Technology in HE: What is the fuss?

Our project aims to a) break down barriers between academics and Technology-Enhanced Learning (TEL) – it’s not a bolt-on! and b) enhance institutional policies on using TEL. Following on from our recent post on some of the barriers to TEL (4t November 2013), we ask, first of all, whether technology is needed in HE and what is the fuss regarding TEL all about …

Kirkwood & Price (2013) comment that TEL is problematic – it conflates both the need to reflect on adapted teaching practices, and the implication that somewhere along the line it has actually enhanced learning, so this suggests the need for evaluation and measuring the ‘enhanced’ learning, and if there is evidence of ‘enhancement’, then what exactly is this and the extent to which the ‘enhancement’ to learning has contributed to the holistic development of a student and their experience at an institution.

There are an abundance of literature on technology and its use in Higher Education, specialisation courses in TEL including professional doctorates exploring the uptake of TEL in education. Together with the abundant research and the changing expectation of employment and the globalisation of many professions, universities and academics are now facing a challenge of adapting to new ways of teaching and coping with the different expectations of learners. Ever more so with the rise in tuition fees, universities are expected to equipping graduates to compete in today’s demanding, highly competitive employment sector. Going to university is not just about the experience of being a student, and gaining a holistic education, but it is more so about getting that dream job after the course. From an institutional perspective, this is good news – there is a lot of opportunities to become a leader in delivering innovative Higher Education – Distance education, sophisticated learning environments online and the opportunity to collaborate with research partners from around the world (through international campuses or flying faculties) are just some of the transformational benefits that universities are embracing.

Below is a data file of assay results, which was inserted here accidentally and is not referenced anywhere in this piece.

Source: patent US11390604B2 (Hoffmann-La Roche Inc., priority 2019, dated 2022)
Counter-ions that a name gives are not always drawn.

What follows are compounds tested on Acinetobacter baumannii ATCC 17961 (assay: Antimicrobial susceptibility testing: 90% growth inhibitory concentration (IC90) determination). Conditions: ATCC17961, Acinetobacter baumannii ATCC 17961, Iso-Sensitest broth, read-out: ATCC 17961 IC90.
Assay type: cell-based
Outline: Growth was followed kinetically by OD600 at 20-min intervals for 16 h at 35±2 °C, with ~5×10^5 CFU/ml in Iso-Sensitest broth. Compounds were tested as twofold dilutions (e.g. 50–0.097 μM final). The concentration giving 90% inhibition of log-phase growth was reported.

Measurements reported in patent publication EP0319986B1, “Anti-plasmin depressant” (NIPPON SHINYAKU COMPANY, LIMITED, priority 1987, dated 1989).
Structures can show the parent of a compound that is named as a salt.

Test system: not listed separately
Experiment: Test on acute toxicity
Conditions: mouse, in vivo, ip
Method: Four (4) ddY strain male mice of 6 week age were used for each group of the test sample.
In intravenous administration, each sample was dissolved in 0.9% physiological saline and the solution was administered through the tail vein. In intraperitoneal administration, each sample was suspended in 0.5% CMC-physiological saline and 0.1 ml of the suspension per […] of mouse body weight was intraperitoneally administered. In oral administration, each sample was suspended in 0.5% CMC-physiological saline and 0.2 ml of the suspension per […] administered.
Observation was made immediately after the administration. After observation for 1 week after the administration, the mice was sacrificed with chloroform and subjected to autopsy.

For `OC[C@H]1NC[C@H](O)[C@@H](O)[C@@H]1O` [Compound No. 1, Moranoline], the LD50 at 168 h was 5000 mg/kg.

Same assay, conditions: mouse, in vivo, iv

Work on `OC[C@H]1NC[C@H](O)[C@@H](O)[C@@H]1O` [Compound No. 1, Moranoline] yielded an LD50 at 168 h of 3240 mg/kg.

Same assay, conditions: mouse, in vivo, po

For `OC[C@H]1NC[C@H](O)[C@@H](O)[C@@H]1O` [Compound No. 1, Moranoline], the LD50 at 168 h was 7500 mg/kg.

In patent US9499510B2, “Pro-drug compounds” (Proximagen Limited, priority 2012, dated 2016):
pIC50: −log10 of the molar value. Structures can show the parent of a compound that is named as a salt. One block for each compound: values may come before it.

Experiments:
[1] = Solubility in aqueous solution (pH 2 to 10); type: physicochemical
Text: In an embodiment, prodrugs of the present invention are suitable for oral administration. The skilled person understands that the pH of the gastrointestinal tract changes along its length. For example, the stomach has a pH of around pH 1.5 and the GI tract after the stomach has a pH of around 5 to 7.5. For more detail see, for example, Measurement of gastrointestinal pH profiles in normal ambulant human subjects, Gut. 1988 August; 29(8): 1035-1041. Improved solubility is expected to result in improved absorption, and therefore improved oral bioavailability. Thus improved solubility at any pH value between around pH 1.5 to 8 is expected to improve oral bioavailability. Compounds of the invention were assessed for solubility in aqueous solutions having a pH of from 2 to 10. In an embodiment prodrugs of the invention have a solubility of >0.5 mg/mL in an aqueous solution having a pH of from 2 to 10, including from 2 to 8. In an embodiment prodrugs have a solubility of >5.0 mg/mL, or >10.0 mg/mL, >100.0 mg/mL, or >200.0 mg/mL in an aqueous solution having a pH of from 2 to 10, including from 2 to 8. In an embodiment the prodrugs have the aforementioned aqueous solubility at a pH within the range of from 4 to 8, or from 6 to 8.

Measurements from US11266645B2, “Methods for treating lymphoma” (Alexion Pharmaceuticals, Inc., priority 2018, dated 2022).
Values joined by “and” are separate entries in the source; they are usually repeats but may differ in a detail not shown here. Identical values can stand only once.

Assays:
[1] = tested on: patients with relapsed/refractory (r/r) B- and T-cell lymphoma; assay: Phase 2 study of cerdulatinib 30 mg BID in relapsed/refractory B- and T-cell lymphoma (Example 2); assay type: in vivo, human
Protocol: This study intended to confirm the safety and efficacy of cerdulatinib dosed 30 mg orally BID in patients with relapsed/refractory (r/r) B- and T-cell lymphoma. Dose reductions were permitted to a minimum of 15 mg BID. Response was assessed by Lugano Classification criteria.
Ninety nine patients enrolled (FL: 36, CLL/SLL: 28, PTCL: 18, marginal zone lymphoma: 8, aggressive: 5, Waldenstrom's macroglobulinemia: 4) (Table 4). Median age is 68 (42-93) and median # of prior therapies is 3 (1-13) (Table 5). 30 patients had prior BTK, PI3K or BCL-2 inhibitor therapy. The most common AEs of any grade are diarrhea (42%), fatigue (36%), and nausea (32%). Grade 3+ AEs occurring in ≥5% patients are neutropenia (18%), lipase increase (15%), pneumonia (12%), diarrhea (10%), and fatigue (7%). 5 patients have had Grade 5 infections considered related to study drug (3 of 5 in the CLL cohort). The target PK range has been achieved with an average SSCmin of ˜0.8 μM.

The authors of the project submit that to date, technology has had a significant impact on higher education and no doubt, it will continue to do so. Technological innovation will have a major influence on how academics teach, how institutions attract students through their teaching and learning offer, design of curriculum, adoption of an effective all-encompassing pedagogical framework for online learning, what institutions can offer students with regards to skill development, student experience including opportunities for personalised learning spaces, reflective learning and an overall holistic and enhanced student experience.